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Alaska: Places to See

Few places in the world compare to Alaska when it comes to majestic grandeur and rugged, awe-inspiring beauty. Whether you’re looking for a relaxing cruise experience, a thrilling glacial adventure or even train travel through untamed wilderness, an Alaska vacation is sure to be unforgettable.

Get acquainted with the state’s largest city, Anchorage, known as the City of Lights and Flowers. There’s plenty to do and see here, as Anchorage is host to a variety of museums, parks and recreational facilities. Explore the Anchorage Museum, see the large, busy floatplane base at Lake Hood or visit the Alaska Native Heritage Center to learn about the distinct culture and traditions of Alaska’s first people. Downtown, shop for souvenirs, peruse native art galleries or enjoy ocean views along the Tony Knowles Coastal Trail.

Nestled in the state’s interior and straddling the Chena River is Fairbanks, Alaska’s second-largest city. Try your luck panning for gold at the El Dorado Gold Mine, browse artifacts at Pioneer Park’s replicated native village or spend time exploring the Fairbanks Museum. Get firsthand knowledge about Athabascan native culture during a stop on a stern-wheeler cruise along the Chena and Tanana Rivers.

Admire stunning backcountry en route to Denali National Park, where grizzly bears, moose, elk, caribou, wolves and many species of birds reside. However, the park’s main attraction is impressive Denali, North America’s highest mountain peak, which stands at an astounding 20,320 feet (6,194 meters). Amid the pristine alpine beauty, visitors can hike the trails, take a float trip down the Nenana River or enjoy a helicopter ride over the glaciers.

On a scenic cruise through Alaska’s Inside Passage, travel through glacier-carved fjords and past a maze of bays. Keep your cameras handy for spouting whales, soaring eagles and other wildlife. A stop in the pretty capital city of Juneau is a must for close encounters with nature and astonishing views of Mendenhall Glacier. Walk on the sprawling Juneau Icefield (the fifth-largest ice field in the Western Hemisphere), stroll narrow streets to browse rustic shops or ascend Mount Roberts by gondola for views of the harbor and mountains.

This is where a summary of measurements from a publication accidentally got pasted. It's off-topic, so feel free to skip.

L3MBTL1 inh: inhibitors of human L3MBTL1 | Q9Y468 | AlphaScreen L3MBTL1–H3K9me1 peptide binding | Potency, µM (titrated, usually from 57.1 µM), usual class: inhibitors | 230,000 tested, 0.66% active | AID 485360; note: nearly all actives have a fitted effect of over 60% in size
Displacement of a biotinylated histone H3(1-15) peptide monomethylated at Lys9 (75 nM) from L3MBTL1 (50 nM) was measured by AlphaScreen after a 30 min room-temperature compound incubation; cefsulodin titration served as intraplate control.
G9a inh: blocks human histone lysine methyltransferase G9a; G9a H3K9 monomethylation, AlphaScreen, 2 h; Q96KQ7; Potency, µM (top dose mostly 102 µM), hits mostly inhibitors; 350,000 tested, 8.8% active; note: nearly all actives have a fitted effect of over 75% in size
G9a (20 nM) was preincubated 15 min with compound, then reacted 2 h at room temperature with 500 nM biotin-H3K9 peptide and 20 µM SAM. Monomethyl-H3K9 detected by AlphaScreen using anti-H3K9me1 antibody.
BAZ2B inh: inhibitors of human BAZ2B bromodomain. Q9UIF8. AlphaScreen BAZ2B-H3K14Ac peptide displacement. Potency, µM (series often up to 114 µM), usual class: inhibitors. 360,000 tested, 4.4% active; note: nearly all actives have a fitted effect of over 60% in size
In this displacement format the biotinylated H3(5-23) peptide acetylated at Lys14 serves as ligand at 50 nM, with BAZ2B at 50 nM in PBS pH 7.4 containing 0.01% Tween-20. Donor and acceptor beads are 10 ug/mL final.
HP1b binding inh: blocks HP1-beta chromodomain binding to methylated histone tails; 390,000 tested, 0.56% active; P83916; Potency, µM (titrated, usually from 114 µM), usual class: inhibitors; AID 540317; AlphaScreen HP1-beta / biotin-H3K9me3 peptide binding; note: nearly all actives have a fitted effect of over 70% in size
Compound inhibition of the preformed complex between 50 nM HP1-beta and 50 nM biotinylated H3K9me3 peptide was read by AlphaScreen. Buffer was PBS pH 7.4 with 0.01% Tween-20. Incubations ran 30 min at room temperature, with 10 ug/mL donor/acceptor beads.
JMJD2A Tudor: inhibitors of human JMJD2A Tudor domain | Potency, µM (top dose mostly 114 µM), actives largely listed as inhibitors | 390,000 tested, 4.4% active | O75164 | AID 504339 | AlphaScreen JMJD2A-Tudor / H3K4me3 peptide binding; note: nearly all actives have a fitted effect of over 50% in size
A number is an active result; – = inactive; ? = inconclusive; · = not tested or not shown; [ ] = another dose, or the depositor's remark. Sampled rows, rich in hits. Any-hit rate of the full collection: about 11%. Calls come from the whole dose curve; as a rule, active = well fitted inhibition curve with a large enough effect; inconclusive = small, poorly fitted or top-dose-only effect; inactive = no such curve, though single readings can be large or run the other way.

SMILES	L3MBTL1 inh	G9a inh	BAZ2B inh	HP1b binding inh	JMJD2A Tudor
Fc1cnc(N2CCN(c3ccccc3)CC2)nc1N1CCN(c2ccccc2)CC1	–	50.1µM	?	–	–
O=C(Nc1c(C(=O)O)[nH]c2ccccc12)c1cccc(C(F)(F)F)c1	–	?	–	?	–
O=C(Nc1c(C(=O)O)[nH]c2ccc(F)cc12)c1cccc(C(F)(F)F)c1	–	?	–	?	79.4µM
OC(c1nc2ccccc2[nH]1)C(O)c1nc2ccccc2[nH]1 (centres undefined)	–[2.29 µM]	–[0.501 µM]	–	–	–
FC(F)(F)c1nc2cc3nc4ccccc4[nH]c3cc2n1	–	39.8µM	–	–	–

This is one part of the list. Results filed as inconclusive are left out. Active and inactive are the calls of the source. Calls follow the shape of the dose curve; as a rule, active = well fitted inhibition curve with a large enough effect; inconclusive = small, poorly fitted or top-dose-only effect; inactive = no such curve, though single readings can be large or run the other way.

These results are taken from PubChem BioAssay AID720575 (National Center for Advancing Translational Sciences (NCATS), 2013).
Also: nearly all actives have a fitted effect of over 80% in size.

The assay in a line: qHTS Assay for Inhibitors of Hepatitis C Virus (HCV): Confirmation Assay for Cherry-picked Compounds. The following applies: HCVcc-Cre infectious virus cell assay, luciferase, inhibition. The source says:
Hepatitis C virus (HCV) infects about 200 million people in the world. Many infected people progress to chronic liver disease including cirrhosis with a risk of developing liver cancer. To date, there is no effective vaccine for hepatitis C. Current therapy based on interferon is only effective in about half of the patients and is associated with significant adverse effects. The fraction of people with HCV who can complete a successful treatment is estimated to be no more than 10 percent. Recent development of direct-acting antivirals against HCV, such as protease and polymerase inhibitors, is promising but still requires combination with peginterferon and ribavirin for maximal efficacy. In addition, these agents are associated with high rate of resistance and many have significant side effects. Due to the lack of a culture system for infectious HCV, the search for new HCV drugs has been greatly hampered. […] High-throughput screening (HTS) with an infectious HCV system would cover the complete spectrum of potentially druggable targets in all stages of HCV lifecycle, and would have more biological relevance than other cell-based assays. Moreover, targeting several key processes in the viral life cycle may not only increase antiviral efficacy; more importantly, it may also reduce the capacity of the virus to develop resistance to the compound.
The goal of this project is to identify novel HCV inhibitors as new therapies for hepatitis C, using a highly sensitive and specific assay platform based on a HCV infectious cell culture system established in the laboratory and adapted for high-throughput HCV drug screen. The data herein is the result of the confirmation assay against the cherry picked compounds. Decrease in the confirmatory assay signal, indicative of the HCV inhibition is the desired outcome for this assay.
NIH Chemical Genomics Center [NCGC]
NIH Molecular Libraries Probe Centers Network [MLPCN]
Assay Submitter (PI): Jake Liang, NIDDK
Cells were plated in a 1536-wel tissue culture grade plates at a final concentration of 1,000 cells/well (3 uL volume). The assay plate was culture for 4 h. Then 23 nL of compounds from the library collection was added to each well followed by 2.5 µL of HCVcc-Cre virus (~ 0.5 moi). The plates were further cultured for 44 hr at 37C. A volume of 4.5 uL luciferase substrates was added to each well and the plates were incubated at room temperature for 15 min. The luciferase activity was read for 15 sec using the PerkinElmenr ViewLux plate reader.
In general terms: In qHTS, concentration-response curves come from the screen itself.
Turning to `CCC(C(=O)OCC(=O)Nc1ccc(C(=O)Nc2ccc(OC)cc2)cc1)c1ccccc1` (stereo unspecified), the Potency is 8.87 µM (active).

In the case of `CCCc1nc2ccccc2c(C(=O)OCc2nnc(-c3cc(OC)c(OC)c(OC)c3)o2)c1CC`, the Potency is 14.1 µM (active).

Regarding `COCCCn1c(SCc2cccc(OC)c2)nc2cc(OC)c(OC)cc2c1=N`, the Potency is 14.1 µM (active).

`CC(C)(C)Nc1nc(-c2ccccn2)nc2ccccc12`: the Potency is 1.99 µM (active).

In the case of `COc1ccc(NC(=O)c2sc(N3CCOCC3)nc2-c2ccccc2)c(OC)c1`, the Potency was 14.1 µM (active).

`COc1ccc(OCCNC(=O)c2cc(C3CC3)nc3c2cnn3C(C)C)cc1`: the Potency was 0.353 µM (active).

West of Juneau in the Alaska panhandle is the marine wilderness of Glacier Bay National Park and Preserve where magnificent glaciers, looming snowcapped mountains, abundant wildlife and miles of unspoiled coastline coexist. Behold glacier calving when massive blocks of ice crash into the ocean accompanied by a thunderous sound, but don’t be surprised to see whales, harbor seals, sea lions and dolphins swimming unperturbed in the icy waters. Within the park’s protected borders, spot bears, moose, mountain goats, Dall sheep and a great variety of birds, including puffins.

Tracy Arm is another wonder of nature with 1,500-foot-high vertical cliffs and hundreds of waterfalls cascading down the sides of this fjord. You’re sure to catch sight of lounging seals. The idyllic port city of Valdez is encircled by soaring snow-topped mountains and sometimes is referred to as the Switzerland of Alaska. Hike to scenic Bridal Veil and Horsetail waterfalls, see impressive Worthington Glacier or take a kayak tour to Shoup Glacier. On a cruising excursion through Prince William Sound, keep your eyes open for harbor seals, porpoises, sea otters, bald eagles and even 40-ton humpback whales.

Known as the Salmon Capital of the World, Ketchikan is a popular port stop located on Revillagigedo Island. Home to the world’s largest collection of totem poles, Ketchikan is steeped in Native Alaskan culture. Watch local totem carvers at work at Saxman Native Village, catch a performance of traditional Tlingit and Haida dances or explore Creek Street’s art galleries and quaint boutiques.

The city of Seward is flanked by a stunning mountain backdrop. From here, you can enjoy a boat tour around Kenai Fjords National Park, where you’ll view marine wildlife and glaciers. Hike up Exit Glacier to the Harding Icefield, ride on a dog sled or take a flight over Kenai Peninsula for gorgeous vistas of sculpted icebergs. Charming Homer sits on the shore of Kachemak Bay on the southwest side of the Kenai Peninsula, with its most distinguishing feature being the 4.5-mile-long Homer Spit. Homer has long been called the halibut fishing capital of the world, so sport and commercial fishing are a big part of its economy, but there’s also a winery and breweries in town.

Explore historic Skagway, gateway to the Klondike Gold Fields and home of the famed Chilkoot Trail. Ride back in time on the exciting White Pass & Yukon Route narrow-gauge railway that was built in 1898 to take miners over treacherous terrain to the faraway gold fields. Learn more about the gold rush days during a visit to Klondike Gold Rush National Historical Park.